‘The field’ is where inequality persists–a reply to ‘Send them to the field!’

Alison Rabe wrote a thought-provoking piece on WhyDev.org last week about the virtues of exposing oneself to the rural realities of developing countries to better understand how aid works, in short: Send them to the field!.
J, the blogger formerly known as Tales from the Hood, posted a more practical reflection
on why he thinks 
‘the field’ is often overrated and he also reminded us what hands-on skills matter in the industry.

putting the last first to putting ourselves into the picture of aid work in the 21st century
Alison makes a compelling case and I do not disagree with her per se. But as a development anthropologist I feel a bit uneasy about the construction of ‘the field’ as the rural reality compared to ‘the rest’ of aid worker’s geography, attitudes and mindsets. Alison argues along the line of the, shall we say, Chambersian School of Development: Putting the rural last first, field trips by bike rather than Landcruiser and immersing yourself in the realities of ‘the poor’. This is still necessary and important, but it has also become part of the development canon, practically, linguistically and discursively.
In my understanding of 21st century aid work, development research and anthropology we need to re-caliber our understanding of ‘the field’ to understand and challenge inequalities, (hidden) power dynamics and structural issues of the aid industry outside the rural starting/end point of development.

We, not just
‘the other’, are ‘the field’
The field is not simply where
‘the other’ lives regardless of whether they are called partners, recipients, beneficiaries or customers-we are ‘the field’, too, blogging it, log-framing it, participatory workshopping it or R&Ring it. A multi-sited aid industry with complex aid chains does no longer follow the linear logic of ‘North’, ‘capital city’ and ‘field’. A lot of aid ‘takes place’ elsewhere and we need to be there as well rather than romanticizing a rural ideal.
The field is where it hurts to go, where poverty and inequality exist, where people struggle and where injustice strikes-whether it is with slow Internet, unpaid internships, lack of clean water or irresponsible people in power.
So ‘the field’ can start right outside the capital city Capoeira/yoga/salsa/tango class, outside the office in Brussels/Washington, D.C./Nairobi, outside the transit airport in a Gulf state or outside the university classroom.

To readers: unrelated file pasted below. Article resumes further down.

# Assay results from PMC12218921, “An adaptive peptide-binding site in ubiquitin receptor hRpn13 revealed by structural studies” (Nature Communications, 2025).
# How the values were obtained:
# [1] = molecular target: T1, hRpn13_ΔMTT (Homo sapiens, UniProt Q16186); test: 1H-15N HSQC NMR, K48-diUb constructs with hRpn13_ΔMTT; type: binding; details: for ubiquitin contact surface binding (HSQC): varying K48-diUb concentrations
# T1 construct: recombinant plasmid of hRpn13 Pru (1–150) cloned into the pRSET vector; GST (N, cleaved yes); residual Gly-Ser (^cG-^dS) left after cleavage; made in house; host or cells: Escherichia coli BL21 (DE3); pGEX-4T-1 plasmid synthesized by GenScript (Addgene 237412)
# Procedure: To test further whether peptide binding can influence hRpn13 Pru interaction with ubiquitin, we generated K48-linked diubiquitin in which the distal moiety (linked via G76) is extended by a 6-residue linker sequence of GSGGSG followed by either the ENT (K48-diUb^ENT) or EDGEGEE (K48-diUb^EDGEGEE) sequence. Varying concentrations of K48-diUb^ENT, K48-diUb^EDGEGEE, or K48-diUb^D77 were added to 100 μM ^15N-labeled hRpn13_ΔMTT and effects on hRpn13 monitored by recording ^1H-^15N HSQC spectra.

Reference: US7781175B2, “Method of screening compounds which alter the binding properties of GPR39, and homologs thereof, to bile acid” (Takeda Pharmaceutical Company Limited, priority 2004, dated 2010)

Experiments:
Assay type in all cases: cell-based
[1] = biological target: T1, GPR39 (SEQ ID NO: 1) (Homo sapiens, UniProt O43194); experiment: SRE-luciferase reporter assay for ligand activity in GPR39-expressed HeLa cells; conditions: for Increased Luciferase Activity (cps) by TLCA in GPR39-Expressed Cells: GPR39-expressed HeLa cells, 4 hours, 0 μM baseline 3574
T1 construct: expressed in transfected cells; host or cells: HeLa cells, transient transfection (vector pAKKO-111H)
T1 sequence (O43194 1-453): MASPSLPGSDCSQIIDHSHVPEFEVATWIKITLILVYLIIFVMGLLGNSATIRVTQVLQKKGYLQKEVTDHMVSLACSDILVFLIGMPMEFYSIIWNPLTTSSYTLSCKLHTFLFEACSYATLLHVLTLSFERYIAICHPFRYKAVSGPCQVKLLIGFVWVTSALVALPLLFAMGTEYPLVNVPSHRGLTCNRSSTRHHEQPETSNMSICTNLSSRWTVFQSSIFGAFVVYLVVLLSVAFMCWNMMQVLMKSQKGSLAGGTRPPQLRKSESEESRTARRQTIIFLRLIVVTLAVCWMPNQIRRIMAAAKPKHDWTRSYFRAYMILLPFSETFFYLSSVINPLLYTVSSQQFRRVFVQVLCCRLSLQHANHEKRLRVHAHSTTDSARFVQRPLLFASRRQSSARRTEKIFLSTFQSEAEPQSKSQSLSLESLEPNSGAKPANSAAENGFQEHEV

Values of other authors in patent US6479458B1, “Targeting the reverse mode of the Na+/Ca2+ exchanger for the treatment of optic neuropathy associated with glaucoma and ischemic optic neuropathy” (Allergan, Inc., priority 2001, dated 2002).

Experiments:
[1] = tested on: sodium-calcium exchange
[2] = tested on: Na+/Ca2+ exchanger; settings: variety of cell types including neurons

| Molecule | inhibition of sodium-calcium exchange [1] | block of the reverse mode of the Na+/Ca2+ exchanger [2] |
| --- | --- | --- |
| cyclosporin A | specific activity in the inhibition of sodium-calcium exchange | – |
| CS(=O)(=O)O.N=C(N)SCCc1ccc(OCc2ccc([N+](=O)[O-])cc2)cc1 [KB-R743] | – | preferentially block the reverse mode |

In short, ‘the field’ is most likely slightly outside the comfort zone-and when you are there you know it. The Brussels-based internship blacklisting initiative, for example, takes place in one of those fields and it is not entirely risk-free to get involved, stand-up and speak-out.

t take off the field like a multi-pocketed safari vest
The focus on the rural field also has the danger that it fits all too well with our social enterprise, public-private, win-win mindset where everybody can be on the winning team and can actually turn out to be more colonial than we enlightened cosmopolitan citizens of Aidland would ever think it is. Successfully returning from a ‘field visit’ comes with a lot of entitlements from a ‘proper’ shower to Skype dinners with ‘home’ and the guilty pleasures of Nutella, cornflakes or a few days off. It can also take the pressure off to not see the expat club, expensive trip to headquarters or a conference or injustice in the office through the ‘field lens’ that requires critical reflection, speaking up or even planning an ‘intervention’ of sorts.

Just to be clear: This is not a plea to not go to rural areas and learn about development by listening to local people. But I do think that we should become more aware and critical of other ‘fields’ that surround our work- and lifestyles rather than creating a competition about the realest aid worker and the toughest visit to an isolated place.

Alison has started a great debate and I look forward to engaging further in this discussions!


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